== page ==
Put Bryson Jackson in that top group too.
The standout from St. Pius X in Houston, Texas rates in the Scout 300 and played in an offense that put up 65 touchdowns through the air last season.
Catching passes from blue-chip quarterback Grant Gunnell, who also holds a Notre Dame offer, Jackson snagged 69 balls for 1,607 yards for 21 scores. He averaged 23.3 yards per catch and 133.9 yards per game.
Jackson has become a national recruit with offers from Alabama, Arkansas, Louisville, Miami, Nebraska, Notre Dame, Penn State, TCU, Texas A&M, and many more.
The Irish rank among the programs showing him the most attention, with receivers coach Del Alexander expected at St. Pius X on Monday.
Notre Dame’s efforts are paying off.
“We pretty much talk every day now,” Jackson said. “Still, I haven’t made any top pics. I’m sitting down with my coach, getting ready to make a top 12 soon. We’re talking to (Notre Dame), I haven’t counted anybody out or in officially. We talk every day, so the connection is really good. Me and Grant and Austin Stogner are planning on going up to Notre Dame for a visit. We plan on getting up there this summer.”
The Notre Dame attention is coming straight from the top. That effort goes a long way with the dynamic wide out.
“The coach from Notre Dame that I’ve been pretty much hearing from every day is Brian Kelly, the head coach,” Jackson said. “He sent me my own ‘from Houston to South Bend’ edit and that was pretty cool. It’s cool hearing from a head coach, not just a player director. It means a lot, coming from a head coach and a guy who’s been in a winning program. That means a lot right there.
Notre Dame’s recruitment of Jackson dates back to Dec. 5 when the Irish offered. This has given Jackson plenty of time to do his homework on the Midwest program.
“My first thought is they were my first offer,” Jackson said. “That means a lot, for someone to believe in me and give me a chance to move on to the next level to play college ball. Also, the thing is Notre Dame has always been a great program in putting people in the next level. They sprout out a lot of things I like to see.”
Before Jackson’s teen years, he was aiming to get serious about baseball. In fact, he was originally planning on transferring to St. Pius X to focus on his baseball career.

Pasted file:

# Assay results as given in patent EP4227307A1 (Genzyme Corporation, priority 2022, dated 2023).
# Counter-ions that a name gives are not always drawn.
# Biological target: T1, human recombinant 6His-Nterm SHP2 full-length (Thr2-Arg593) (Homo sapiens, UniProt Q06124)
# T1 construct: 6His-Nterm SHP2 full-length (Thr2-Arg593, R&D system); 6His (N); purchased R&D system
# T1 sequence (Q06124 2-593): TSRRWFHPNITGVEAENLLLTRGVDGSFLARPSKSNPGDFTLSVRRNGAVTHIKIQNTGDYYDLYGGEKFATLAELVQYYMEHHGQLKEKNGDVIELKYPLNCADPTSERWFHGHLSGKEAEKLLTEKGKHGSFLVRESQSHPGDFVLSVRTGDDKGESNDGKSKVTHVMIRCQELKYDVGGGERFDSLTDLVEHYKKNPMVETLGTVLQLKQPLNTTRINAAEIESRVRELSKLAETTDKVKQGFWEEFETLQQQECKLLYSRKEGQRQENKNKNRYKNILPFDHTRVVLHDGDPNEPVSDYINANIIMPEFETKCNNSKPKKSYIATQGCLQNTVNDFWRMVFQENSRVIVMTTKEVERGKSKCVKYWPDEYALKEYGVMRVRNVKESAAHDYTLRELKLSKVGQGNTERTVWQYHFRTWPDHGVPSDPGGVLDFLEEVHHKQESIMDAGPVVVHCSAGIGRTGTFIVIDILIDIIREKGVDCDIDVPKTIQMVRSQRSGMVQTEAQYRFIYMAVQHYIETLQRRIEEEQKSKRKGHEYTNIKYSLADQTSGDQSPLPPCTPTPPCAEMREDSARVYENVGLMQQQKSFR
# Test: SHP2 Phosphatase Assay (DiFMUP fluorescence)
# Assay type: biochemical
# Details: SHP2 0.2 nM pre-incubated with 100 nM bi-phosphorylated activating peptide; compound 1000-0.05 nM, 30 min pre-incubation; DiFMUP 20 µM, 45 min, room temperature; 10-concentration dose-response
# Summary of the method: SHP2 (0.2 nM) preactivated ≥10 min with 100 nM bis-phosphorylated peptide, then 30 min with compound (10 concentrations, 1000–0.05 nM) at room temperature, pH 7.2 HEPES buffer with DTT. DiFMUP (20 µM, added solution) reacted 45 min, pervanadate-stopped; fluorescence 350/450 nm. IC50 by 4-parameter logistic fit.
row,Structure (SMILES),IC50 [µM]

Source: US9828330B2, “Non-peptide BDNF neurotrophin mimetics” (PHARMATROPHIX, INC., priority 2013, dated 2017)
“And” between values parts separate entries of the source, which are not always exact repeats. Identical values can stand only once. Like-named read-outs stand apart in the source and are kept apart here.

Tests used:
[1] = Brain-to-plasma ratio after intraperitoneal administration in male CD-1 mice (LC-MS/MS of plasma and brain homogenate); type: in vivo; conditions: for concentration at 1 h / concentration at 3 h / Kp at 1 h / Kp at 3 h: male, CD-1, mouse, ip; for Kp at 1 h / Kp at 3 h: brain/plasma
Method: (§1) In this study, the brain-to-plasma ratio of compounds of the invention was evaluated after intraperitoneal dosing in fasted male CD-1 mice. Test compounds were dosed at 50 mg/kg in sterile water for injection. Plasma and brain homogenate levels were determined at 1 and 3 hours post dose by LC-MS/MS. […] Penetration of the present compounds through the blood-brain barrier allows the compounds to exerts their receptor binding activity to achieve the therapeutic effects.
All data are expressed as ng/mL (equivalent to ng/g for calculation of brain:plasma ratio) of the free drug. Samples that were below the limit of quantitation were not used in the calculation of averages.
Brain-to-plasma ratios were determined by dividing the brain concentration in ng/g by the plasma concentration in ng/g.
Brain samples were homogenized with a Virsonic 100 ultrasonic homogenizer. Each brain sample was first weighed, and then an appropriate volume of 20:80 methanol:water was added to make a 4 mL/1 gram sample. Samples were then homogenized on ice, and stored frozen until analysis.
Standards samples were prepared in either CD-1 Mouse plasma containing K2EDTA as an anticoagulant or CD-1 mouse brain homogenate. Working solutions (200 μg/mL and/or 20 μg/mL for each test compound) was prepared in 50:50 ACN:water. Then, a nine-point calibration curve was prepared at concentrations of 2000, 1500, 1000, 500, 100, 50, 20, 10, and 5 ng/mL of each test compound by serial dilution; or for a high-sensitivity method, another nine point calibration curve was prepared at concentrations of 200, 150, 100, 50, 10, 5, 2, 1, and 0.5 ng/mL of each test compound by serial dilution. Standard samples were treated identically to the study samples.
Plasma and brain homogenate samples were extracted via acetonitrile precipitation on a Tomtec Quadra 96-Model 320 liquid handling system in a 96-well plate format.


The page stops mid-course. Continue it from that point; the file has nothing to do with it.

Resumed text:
The head football coach had other ideas.
“He went and watched my film and he told me, ‘you come here to St. Pius, I promise you you’ll be leaving with a football scholarship.’ After playing with a great quarterback who would get me the ball, it made me open my eyes and see that I wasn’t talented in only one sport, I was talented in multiple sports,” Jackson said. “Football has opened just as many sports as baseball. That’s why I want to keep both of them rolling as long as I can.”
With hopes of playing both football and baseball at the college level, Jackson assessed one of Notre Dame’s recent two-sport athletes during the 2016 season.
“Seeing Torii Hunter Jr. being able to play baseball also and still do football, it gives me hopes that if I decide to go to Notre Dame that I could do the same thing,” Jackson said. “Baseball is what I’ve been doing since I was a little kid so I’ve been hoping to still be able to participate in baseball as I move over to the next level.
“I really locked into (Hunter) last year. I kind of locked into them because I like to pick out specific players and model after them in my upcoming season. People didn’t know if he would take the baseball route or the NFL route and I thought it was great to be in a situation where he was able to get a great education and also be able to play two sports.”
Jackson has been feeling out the Irish to get a sense on whether he would be able to participate in both of the sports he chose Notre Dame. He hopes to get a clear idea on that soon.
“We’ve talked a little bit (about playing baseball) and they sent me camp invites as well for the baseball team,” Jackson said. “Hopefully when I get up there, I can actually get to meet the coach for both sports.”
Jackson went into his recruiting process with a strong knowledge base of the Irish.
“I’ve been watching Notre Dame since I was a little kid,” Jackson said. “Growing up, I knew that Notre Dame was something special. Not being in a conference, running your own program, every team doesn’t have the opportunity to do that. So that shows they have some type of power. That meant something right there.”
Jackson will narrow his list in the coming weeks before setting summer visit plans. There is a long way to go in his recruitment, which will lead to a National Signing Day commitment.
Notre Dame has Jackson’s attention.